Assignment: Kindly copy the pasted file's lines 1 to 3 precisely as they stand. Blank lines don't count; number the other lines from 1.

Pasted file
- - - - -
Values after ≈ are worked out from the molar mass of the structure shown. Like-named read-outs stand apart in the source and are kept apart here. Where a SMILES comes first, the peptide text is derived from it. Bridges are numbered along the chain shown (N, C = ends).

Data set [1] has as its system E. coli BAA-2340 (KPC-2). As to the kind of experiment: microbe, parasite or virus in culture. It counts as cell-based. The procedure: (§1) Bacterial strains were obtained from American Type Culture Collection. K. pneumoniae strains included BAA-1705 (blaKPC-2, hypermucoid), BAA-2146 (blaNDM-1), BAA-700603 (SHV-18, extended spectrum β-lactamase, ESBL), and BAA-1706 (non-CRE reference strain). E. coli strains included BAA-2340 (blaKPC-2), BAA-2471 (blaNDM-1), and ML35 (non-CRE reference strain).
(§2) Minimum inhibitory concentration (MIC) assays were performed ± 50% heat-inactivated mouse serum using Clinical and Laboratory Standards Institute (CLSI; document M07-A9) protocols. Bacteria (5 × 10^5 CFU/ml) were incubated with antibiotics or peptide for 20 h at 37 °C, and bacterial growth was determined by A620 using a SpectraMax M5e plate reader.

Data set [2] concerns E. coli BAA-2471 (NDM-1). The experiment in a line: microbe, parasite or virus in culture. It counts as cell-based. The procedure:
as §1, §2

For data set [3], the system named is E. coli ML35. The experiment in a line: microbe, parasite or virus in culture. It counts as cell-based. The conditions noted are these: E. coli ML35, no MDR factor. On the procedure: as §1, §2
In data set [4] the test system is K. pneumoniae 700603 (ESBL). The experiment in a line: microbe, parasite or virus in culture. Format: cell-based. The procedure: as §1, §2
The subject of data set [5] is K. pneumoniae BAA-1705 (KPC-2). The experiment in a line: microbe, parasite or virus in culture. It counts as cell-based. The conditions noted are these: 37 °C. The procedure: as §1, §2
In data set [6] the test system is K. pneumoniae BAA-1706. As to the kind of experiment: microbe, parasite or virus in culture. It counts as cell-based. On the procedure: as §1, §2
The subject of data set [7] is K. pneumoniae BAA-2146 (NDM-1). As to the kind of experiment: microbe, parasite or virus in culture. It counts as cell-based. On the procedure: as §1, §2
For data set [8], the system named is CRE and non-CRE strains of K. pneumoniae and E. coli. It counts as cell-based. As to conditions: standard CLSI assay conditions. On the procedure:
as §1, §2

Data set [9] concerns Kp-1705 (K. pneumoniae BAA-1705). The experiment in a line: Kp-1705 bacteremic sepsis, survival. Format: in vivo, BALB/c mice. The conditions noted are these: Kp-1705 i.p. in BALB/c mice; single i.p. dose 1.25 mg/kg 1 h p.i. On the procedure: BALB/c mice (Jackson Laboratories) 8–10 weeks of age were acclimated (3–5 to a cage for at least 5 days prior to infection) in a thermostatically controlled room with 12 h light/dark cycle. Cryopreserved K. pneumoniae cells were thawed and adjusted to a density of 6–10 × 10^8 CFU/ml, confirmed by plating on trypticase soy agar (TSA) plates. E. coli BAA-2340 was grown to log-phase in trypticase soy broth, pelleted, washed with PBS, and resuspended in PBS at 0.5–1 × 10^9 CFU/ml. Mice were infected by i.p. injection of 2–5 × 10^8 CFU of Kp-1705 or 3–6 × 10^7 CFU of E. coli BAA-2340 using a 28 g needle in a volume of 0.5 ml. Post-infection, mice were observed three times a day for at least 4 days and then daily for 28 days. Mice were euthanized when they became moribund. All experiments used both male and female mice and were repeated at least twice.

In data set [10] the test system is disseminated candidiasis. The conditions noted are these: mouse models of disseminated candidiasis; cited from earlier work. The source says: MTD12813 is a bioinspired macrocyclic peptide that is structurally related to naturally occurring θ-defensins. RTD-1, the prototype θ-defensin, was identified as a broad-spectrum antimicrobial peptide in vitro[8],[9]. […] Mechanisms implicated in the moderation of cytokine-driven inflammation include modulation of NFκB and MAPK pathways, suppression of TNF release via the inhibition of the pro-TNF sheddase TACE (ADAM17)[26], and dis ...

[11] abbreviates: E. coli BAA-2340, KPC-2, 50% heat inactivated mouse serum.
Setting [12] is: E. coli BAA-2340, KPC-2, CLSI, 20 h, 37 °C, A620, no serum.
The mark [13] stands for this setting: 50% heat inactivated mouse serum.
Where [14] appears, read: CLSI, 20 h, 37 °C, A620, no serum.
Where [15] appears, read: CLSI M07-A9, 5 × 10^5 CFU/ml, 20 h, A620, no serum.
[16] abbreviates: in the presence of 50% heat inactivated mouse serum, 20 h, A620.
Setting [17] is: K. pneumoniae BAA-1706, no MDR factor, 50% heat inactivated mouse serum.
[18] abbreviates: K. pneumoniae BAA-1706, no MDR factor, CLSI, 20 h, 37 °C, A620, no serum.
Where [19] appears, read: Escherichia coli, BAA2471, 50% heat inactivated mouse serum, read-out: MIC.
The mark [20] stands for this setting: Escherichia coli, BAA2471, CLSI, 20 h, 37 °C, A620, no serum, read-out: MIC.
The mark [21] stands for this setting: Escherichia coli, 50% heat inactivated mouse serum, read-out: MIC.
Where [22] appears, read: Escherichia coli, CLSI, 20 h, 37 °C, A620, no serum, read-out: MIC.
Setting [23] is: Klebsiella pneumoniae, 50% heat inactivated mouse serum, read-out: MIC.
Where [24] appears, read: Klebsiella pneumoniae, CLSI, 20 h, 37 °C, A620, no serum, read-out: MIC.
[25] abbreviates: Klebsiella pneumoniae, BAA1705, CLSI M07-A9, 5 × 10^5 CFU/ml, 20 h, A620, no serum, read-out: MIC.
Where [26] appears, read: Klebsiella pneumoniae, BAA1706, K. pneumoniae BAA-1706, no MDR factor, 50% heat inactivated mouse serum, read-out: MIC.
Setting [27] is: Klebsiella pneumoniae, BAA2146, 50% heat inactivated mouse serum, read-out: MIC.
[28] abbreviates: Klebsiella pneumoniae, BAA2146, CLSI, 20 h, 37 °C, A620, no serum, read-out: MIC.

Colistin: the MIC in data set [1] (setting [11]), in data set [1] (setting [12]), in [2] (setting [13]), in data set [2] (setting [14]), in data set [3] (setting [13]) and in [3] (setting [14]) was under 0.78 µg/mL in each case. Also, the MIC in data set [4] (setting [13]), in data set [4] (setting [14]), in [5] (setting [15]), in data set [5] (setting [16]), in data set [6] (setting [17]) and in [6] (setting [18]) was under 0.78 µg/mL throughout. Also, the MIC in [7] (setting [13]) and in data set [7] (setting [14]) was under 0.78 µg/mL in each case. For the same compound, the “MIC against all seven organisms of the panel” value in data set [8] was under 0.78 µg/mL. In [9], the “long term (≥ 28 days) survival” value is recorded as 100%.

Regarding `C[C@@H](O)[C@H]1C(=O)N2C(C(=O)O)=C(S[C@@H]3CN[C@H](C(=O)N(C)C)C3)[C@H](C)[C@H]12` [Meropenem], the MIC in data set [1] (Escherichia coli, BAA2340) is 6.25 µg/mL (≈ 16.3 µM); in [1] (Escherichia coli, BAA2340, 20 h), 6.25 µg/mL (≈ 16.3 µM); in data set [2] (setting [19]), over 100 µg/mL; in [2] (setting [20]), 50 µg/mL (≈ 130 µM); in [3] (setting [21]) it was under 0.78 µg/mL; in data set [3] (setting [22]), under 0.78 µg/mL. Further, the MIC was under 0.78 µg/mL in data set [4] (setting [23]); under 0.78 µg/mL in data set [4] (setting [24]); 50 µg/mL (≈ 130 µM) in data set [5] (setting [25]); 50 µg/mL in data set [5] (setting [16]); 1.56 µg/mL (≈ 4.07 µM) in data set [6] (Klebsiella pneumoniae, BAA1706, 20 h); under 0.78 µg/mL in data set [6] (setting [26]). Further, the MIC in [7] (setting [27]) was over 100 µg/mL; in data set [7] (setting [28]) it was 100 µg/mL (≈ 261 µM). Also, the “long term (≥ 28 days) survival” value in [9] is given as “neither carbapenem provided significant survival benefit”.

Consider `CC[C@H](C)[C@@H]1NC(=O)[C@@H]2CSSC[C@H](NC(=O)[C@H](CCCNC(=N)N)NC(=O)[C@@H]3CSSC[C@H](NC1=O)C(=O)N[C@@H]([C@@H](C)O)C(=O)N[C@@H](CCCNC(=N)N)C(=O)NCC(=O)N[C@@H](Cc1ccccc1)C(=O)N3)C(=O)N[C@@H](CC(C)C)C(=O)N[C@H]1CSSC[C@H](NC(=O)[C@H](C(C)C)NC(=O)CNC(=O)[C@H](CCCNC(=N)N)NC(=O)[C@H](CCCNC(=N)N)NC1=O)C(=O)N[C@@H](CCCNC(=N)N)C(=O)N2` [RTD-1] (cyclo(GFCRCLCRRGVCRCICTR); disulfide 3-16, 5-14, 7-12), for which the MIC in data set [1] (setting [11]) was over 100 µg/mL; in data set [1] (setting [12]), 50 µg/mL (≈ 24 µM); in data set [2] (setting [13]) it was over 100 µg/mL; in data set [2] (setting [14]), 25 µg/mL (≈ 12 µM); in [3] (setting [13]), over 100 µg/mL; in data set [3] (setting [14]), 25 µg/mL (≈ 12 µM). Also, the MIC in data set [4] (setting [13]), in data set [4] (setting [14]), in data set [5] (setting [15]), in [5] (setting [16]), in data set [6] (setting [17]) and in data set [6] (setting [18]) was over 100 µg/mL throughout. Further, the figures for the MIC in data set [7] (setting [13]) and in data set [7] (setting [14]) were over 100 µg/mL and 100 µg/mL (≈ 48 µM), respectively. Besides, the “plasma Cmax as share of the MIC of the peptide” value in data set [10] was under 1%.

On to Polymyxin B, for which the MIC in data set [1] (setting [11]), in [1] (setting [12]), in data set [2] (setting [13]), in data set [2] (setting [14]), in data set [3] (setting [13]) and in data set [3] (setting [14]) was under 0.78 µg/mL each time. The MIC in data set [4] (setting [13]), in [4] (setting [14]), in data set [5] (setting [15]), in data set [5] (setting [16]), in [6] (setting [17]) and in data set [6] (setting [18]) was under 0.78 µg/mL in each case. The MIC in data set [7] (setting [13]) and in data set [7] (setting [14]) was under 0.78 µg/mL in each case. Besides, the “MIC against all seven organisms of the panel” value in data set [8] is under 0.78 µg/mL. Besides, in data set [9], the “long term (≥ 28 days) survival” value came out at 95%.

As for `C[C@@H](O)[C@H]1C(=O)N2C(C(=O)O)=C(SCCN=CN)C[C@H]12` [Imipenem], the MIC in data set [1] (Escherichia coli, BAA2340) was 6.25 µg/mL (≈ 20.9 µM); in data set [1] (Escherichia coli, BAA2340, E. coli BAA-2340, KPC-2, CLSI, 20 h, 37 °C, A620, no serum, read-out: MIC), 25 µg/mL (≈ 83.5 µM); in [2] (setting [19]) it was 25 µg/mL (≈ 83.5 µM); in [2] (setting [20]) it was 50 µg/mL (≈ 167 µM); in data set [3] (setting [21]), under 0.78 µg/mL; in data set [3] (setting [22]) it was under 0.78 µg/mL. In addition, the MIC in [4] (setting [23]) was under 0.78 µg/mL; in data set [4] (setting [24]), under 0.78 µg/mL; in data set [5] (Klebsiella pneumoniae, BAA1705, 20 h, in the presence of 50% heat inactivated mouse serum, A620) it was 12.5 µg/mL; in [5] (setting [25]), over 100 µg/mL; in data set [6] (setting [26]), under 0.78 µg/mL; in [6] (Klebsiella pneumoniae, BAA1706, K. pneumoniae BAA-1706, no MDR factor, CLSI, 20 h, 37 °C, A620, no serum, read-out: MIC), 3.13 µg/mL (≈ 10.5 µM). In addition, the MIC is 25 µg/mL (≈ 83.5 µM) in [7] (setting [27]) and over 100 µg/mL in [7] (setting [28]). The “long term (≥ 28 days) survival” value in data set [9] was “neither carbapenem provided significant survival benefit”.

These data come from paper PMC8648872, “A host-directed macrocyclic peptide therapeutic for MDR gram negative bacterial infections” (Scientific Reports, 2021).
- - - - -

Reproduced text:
Values after ≈ are worked out from the molar mass of the structure shown. Like-named read-outs stand apart in the source and are kept apart here. Where a SMILES comes first, the peptide text is derived from it. Bridges are numbered along the chain shown (N, C = ends).

Data set [1] has as its system E. coli BAA-2340 (KPC-2). As to the kind of experiment: microbe, parasite or virus in culture. It counts as cell-based. The procedure: (§1) Bacterial strains were obtained from American Type Culture Collection. K. pneumoniae strains included BAA-1705 (blaKPC-2, hypermucoid), BAA-2146 (blaNDM-1), BAA-700603 (SHV-18, extended spectrum β-lactamase, ESBL), and BAA-1706 (non-CRE reference strain). E. coli strains included BAA-2340 (blaKPC-2), BAA-2471 (blaNDM-1), and ML35 (non-CRE reference strain).
(§2) Minimum inhibitory concentration (MIC) assays were performed ± 50% heat-inactivated mouse serum using Clinical and Laboratory Standards Institute (CLSI; document M07-A9) protocols. Bacteria (5 × 10^5 CFU/ml) were incubated with antibiotics or peptide for 20 h at 37 °C, and bacterial growth was determined by A620 using a SpectraMax M5e plate reader.